MIT recognise superconducting magnets are key to unlocking fusion energy
The Massachusetts Institute of Technology (MIT) in Cambridge announced last week that it will work with private firm Commonwealth Fusion Systems (CFS), to develop technology for producing fusion energy, according to reports in Nature. The approach — which has attracted US$50 million thus far — is based on high-temperature superconductors that have become commercially available in the past few years.
Tokamak Energy welcomes the announcement, with the news reinforcing our view that High Temperature Superconductors (HTS) are central to achieving fusion energy. MIT is a leading light in the fusion energy space and its work with Commonwealth Fusion Systems (CFS), and the investment from Italian oil company Eni, is encouraging for the industry as a whole.
Tokamak Energy has long held the view that this type of magnet can bring us closer to achieving the ultimate goal of commercial fusion. In 2015 Tokamak Energy built and tested the world’s first tokamak with all its magnets made from HTS. This device was able to sustain a plasma continuously for over 29 hours. Since then our world class team of HTS engineers have continued development in this area, filing 19 patent applications, and the announcement from CFS further validates the approach taken by Tokamak Energy.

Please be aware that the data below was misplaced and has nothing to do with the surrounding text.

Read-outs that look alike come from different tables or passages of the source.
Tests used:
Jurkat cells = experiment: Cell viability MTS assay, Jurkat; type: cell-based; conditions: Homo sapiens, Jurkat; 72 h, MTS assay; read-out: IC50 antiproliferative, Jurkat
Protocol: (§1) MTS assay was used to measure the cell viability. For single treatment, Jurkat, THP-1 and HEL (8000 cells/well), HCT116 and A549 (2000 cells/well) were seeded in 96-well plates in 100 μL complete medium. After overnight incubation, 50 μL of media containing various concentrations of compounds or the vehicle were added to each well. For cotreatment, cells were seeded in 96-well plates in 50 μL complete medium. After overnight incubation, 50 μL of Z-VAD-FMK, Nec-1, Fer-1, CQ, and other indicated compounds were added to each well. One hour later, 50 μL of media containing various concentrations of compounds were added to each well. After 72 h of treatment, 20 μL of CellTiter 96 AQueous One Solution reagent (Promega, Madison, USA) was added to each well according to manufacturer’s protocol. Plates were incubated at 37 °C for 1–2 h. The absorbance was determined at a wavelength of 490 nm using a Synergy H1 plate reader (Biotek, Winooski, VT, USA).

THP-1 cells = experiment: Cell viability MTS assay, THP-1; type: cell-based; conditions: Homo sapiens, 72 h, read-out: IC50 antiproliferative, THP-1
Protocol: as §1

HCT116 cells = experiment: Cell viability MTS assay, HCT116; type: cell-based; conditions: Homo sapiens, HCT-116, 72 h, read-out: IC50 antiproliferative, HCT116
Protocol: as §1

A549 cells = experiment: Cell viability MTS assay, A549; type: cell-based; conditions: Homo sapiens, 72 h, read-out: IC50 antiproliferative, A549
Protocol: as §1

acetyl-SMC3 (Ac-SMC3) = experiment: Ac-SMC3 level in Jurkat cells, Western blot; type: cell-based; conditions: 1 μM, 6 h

The strong magnetic fields generated by these magnets will be used to trap the hot plasma at high pressure. However, rather than using a traditional doughnut-shaped tokamak, we believe that the use of HTS in conjunction with the more efficient spherical tokamak will pave the way to a more compact and commercially viable end product, and ultimately a faster way to fusion.